Because the design of the enclosure is non-essential to the proper functioning of your batch heater, we'll limit our discussion of this step to a general run-through of the major concepts and procedures. Only you know what type of
exterior enclosure will work best at your home, so we'll leave the specific details
of this one step to you.
Building a batch heater isn't very difficult, and if you know how to hammer, saw, and solder, the entire job should take about five weekends, tops. Your best bet is, first, to read through the following pages to get a feel for the scope of the project. As you read through the step-by-step procedures, you'll find numerous terms in italics, such as tank support bracket and involute center cleat. The italics mean that these specialized (Continued page 29)

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Photo Three The mirrorlike Mylar should be handled carefully and protected with newspapers to avoid scratches. Here, one of the plywood involute patterns is about to be used as a template to cut out a section of the Mylar. Each component of the reflector should be fitted with its own individually cut piece of Mylar to allow for slight differences in size and shape.

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Photo One Following the instructions in the text, it's easy to draw the correct involute and cusp for any tank using only a length of wire and a pencil. Here you can see how the curve is formed automatically as you move the pencil away from the tank. The plywood will be cut along this line to create the "involute patterns" shown in the next steps.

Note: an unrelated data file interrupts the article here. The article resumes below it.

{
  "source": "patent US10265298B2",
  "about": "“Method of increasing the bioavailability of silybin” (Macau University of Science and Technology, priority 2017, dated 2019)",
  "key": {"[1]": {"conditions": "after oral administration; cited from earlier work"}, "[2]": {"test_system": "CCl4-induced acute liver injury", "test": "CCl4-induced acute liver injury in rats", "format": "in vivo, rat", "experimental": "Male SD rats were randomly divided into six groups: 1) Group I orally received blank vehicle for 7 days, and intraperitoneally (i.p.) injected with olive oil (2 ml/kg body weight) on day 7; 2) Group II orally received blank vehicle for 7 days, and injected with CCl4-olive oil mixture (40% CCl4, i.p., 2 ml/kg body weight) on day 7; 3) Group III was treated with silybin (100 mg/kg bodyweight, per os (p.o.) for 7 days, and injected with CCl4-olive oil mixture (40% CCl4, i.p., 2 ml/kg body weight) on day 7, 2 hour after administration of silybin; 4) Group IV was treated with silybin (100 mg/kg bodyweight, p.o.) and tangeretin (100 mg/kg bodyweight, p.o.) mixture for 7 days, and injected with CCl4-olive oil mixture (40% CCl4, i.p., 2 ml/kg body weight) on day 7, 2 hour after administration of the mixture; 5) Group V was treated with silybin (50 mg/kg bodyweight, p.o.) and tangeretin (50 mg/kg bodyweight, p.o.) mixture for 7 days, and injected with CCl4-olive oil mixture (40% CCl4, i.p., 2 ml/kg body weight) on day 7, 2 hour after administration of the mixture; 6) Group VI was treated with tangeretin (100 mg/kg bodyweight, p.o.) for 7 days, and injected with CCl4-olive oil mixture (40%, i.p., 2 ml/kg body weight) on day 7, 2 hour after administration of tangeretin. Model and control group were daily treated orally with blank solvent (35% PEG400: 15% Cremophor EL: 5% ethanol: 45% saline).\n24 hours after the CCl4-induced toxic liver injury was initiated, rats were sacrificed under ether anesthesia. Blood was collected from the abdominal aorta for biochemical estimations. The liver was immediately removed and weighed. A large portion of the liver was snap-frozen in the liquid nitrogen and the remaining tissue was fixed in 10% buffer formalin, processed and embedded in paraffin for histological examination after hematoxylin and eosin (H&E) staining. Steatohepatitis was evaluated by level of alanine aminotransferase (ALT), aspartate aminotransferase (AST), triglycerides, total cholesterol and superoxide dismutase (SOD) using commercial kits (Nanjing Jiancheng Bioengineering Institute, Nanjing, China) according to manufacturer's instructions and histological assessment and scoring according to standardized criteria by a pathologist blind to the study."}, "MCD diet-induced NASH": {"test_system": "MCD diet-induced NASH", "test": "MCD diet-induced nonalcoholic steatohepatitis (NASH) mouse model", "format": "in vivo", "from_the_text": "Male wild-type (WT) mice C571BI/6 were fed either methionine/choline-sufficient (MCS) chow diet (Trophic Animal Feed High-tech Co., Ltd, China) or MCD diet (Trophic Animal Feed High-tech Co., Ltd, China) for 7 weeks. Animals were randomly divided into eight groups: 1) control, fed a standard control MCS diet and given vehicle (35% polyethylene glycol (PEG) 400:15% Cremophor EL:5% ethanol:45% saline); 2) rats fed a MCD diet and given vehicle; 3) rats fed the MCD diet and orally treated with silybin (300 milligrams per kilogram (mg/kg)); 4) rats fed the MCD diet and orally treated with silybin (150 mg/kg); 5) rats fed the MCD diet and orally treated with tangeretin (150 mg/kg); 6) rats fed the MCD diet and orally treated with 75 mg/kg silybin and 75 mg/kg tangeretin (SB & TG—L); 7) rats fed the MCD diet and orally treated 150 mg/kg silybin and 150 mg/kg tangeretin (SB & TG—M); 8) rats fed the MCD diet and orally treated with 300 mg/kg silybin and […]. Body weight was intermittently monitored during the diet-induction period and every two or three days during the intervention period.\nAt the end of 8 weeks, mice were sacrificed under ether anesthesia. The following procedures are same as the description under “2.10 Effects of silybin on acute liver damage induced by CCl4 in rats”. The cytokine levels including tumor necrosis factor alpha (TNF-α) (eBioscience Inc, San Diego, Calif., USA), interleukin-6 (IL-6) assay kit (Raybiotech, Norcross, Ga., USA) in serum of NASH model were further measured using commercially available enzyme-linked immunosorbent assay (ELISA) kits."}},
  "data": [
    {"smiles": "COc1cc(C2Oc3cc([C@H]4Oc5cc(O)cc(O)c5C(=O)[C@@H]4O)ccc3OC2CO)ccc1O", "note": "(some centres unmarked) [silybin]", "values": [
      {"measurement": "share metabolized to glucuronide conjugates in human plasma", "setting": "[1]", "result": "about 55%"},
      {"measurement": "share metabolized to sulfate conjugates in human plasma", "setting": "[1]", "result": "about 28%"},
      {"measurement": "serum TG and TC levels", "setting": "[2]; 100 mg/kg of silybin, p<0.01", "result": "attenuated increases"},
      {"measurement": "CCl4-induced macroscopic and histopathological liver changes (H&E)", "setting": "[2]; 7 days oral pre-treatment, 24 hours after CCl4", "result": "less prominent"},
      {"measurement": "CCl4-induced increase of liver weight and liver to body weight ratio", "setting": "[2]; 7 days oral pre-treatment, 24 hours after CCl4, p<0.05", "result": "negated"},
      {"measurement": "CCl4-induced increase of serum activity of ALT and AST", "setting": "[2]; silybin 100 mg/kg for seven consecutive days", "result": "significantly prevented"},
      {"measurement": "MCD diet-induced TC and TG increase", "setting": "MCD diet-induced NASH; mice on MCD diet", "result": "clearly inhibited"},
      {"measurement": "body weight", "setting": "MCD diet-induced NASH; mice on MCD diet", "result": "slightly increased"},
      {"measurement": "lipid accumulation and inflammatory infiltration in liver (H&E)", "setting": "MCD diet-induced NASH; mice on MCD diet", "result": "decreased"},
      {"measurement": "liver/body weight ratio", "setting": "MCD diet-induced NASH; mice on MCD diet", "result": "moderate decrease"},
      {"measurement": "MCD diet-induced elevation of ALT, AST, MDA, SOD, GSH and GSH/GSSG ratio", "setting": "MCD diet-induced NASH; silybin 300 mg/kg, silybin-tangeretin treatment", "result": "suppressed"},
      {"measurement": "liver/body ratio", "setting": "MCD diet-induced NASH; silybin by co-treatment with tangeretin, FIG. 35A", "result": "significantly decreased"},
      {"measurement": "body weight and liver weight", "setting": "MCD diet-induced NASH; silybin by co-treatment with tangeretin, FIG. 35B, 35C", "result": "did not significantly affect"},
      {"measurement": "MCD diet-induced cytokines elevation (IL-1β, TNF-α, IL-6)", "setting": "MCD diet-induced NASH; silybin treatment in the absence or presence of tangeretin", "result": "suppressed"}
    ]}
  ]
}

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Photo Six When the reflector subassembly is complete, it's enclosed in a simple but sturdy framework of 2 X 4s. Truss plates (the worker is nailing one in place), joist hangers, and plumber's straps help reinforce the frame's joints, making sure it safely can carry the full 500-plus-pound weight of the filled water tank.

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Photo Two The "flashing layout line" will help you mount aluminum flashing
to form the sharp point of the cusp. Simply place a scrap of flashing at the
point of the cusp, bend it slightly to follow the curve of the involute, and
make a pencil mark where the flashing ends. We'll refer to this mark in a later

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Photo Four The involute pattern is the keystone of the reflector assembly. Here, auxiliary fittings are added: A top cleat (the long board) provides a place to fasten other pieces of the reflector frame. Two bracket cleats (the identical short boards) help support the water tank in a later step. And the center cleat (the triangular board) will help hold the reflector center support in place.

Photo Five After the cleats are added,
the reflector side boards are nailed to
the plywood patterns, forming the
rectangular assembly shown, on the
floor. The workers are setting a "V"
shaped assembly of hardboard sheets
and a 2 X 2-inch, center support into the
points of the involute pattern's cusps.
In the next step, the hardboard sheets
will be bent downward to follow the
curves of the involute patterns, finishing the reflector subassembly.

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